A Life Lived: Larry McKinney was a friend to many
Published 11:27 am Tuesday, November 28, 2023
BY ROZELLA HARDIN
Larry McKinney was a plumber for numerous families. To others he was a public servant, who had served on the Carter County Commission and on the board of Shepherd’s Inn. To his church family, he was faithful and was always there for them. To his family, Larry was their provider, husband, father, and papaw. Larry was a veteran, a devoted son and brother, and a friend to many.
Larry “Blackeye” McKinney died November 15 at the age of 78. He was the last surviving son of Ollie and Elvina McKinney. He has a surviving sister, Phyllis Oliver.
Larry grew up in the Long Hollow community of Carter County and graduated in 1963 from Hampton High School. After high school he entered the U.S. Navy and served until 1967. “He served in Vietnam, and various other places. He was proud of his service,” said his wife, Judy.
Following military service, Larry attended Elizabethton Business College, receiving an A.S. degree in drafting. He later went to vocational school, and trained to be a plumber, which became his life’s work, and was a means of making many friends.
Larry enjoyed talking and was a storyteller. “He enjoyed making people laugh. He never met a stranger. He would go to someone’s home to do a 30-minute job, and end up staying for an hour or longer. He would get to talking, telling a story, and time would get away from him,” said Judy.
Larry was a hard worker and was a compassionate person, who enjoyed helping people. “He helped a lot of people. Oftentimes, he would do a small job for an elderly person or someone less fortunate, and never charge them,” shared his wife.
Larry was close to his brothers – Arvel, Pink, Roy, and Terry. He and Terry served in Vietnam at the same time and he, Terry, and Arvel were neighbors in Long Hollow. “He was lost when Arvel and his wife Floss died. They had always been there for one another,” shared Judy. “Every night they talked after the news.”
Earlier, his long-time co-worker, Bob Bice, had died. Bob was not only his helper, but he and Larry had grown up together. “Bob was more like a son to Larry than a friend,” said Judy.
While in the Navy, Larry served aboard the USS Constellation CV-64 and became very close to two of his sailor-comrades, both of whom he visited after service and both of whom preceded him in death. “He attended their memorial services in Clinton, Tn., and Lynchburg, Va.,” Judy shared.
Larry enjoyed people and being with them. “He never missed a high school class reunion, and almost daily he visited Big John’s, where he bought a lot of his plumbing supplies. Sometimes he went four or five times a day to get an item for a job, and of course it presented an opportunity to talk,” his wife joked.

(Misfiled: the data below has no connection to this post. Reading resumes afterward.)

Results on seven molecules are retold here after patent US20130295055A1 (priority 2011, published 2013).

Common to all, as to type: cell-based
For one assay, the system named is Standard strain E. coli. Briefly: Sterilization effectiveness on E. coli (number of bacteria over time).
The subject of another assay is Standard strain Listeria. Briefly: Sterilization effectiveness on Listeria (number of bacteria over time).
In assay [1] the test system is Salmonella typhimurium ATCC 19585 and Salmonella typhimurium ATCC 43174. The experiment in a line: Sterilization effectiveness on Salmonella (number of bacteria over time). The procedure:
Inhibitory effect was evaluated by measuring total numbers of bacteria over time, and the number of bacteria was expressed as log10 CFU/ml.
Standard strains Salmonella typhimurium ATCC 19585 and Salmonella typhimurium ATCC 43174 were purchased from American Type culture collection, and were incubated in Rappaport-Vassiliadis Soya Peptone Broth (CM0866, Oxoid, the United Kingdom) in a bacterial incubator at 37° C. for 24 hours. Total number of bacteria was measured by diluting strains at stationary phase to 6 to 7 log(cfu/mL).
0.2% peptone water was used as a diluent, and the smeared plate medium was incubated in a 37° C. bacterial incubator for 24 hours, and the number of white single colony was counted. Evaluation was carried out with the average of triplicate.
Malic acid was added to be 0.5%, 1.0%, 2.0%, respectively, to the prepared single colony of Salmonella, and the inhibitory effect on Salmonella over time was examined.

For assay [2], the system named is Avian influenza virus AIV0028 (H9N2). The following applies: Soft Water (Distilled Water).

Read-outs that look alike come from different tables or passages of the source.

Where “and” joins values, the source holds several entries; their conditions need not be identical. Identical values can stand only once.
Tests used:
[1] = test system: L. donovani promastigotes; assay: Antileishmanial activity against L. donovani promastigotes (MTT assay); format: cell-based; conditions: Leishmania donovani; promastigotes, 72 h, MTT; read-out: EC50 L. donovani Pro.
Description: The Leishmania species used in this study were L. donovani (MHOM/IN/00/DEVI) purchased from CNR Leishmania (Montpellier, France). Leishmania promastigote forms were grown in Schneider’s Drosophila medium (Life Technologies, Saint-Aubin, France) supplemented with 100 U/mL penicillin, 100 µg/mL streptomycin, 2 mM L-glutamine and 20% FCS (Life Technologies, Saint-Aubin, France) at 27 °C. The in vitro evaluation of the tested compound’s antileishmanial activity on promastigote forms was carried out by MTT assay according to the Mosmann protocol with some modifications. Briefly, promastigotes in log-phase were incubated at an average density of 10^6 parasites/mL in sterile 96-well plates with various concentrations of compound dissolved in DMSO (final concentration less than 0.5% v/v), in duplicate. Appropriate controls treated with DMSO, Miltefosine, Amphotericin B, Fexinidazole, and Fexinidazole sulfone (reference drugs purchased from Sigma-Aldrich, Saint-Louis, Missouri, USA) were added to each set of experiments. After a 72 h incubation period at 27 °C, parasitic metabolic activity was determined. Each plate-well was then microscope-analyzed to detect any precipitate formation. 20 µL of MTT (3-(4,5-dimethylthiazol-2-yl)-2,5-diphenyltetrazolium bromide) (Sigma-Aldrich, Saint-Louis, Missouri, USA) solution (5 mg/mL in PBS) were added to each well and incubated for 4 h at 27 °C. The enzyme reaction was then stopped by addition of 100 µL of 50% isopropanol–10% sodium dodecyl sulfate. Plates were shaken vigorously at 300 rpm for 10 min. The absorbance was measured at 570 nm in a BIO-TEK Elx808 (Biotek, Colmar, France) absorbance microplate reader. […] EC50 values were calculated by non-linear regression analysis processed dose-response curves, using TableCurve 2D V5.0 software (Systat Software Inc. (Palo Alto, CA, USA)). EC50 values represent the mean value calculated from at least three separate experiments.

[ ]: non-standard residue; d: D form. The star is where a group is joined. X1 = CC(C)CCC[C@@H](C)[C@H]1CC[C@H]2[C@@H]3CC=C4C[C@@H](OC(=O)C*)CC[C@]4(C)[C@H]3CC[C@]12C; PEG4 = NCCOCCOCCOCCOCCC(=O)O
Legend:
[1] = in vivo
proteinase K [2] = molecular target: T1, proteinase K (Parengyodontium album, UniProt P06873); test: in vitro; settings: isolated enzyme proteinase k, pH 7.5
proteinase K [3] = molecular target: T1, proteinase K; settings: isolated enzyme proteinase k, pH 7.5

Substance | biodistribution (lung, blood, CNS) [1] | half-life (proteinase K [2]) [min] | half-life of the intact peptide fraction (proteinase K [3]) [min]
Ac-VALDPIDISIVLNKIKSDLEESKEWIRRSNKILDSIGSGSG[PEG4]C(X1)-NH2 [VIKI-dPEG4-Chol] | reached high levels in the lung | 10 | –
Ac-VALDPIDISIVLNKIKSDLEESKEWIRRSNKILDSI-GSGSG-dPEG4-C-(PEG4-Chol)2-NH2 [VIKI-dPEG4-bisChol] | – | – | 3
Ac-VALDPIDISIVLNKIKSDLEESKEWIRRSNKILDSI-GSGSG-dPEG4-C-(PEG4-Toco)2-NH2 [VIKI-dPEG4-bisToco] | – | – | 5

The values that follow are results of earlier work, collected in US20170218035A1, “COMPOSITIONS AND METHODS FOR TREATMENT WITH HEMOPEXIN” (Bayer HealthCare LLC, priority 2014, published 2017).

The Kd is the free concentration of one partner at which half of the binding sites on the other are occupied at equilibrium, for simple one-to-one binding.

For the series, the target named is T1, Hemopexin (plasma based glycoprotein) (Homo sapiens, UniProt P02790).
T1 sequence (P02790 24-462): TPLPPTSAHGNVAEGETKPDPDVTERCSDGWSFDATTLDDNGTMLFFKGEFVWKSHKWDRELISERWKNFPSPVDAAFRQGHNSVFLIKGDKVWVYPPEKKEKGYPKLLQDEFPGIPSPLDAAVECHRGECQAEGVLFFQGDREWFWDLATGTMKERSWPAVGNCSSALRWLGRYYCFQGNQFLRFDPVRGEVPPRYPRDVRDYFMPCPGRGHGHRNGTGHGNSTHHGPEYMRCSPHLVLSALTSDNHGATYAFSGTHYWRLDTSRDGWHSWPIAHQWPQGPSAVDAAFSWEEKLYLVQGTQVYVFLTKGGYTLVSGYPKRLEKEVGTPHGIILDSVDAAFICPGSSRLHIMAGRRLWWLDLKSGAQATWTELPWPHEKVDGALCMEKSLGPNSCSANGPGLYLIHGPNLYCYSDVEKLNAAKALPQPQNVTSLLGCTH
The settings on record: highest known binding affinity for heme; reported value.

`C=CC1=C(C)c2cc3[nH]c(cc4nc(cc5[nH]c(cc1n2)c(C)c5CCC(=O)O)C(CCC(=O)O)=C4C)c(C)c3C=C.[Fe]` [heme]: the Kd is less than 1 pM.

He occasionally would stop in at McDonald’s and have coffee and breakfast, but most of the time he would go to the shop for early morning coffee and usually a friend would drop by and chat and drink coffee with him.
Larry’s favorite foods to eat were lasagna and steak and he enjoyed visits to Red Lobster and Texas Roadhouse. However, his favorite times were with family, which include two daughters. Melissa and Melanie and their families.
“He enjoyed holidays because they were spent with family…and others. If there was someone who didn’t have a place to eat, they knew they were welcome at our house. And, it was someone else for Larry to talk to,” said Judy.
Larry had four grandchildren, two stepgrandchildren, and the light of his life was his great-grandson, Dalson Arnett. “He loved him dearly and they both were always so happy to see each other,” shared Judy.
Personally, Larry was not only my friend – we attended elementary and high school together, but he was my plumber. He had a sense of humor, which he often said made the challenging jobs and times a little less brutal to handle. He was light-hearted and always had a story to share. One of his favorite sayings was: “If you take things too seriously and never laugh about the hard stuff, you might find yourself ready to burst like a backed-up toilet.”
For the past year or so, Larry had been unable to work or drive because of his vision. His nephew, Jeff, often drove him to church at Valley Forge Christian. “Until then, he was at church every time the doors were open,” said Judy.
“He put his heart into everything he did. He took his work on the county commission very seriously. He put long days in on the job. You never knew when he would be home at the end of the day until you saw him pull in the driveway, and sometimes he would go back out at night on calls. Larry gave his all to all that he did,” said Judy.
Today, Larry is at peace, and just by chance he might be sharing one of his stories in Heaven.
We were blessed to have known him and to call him friend.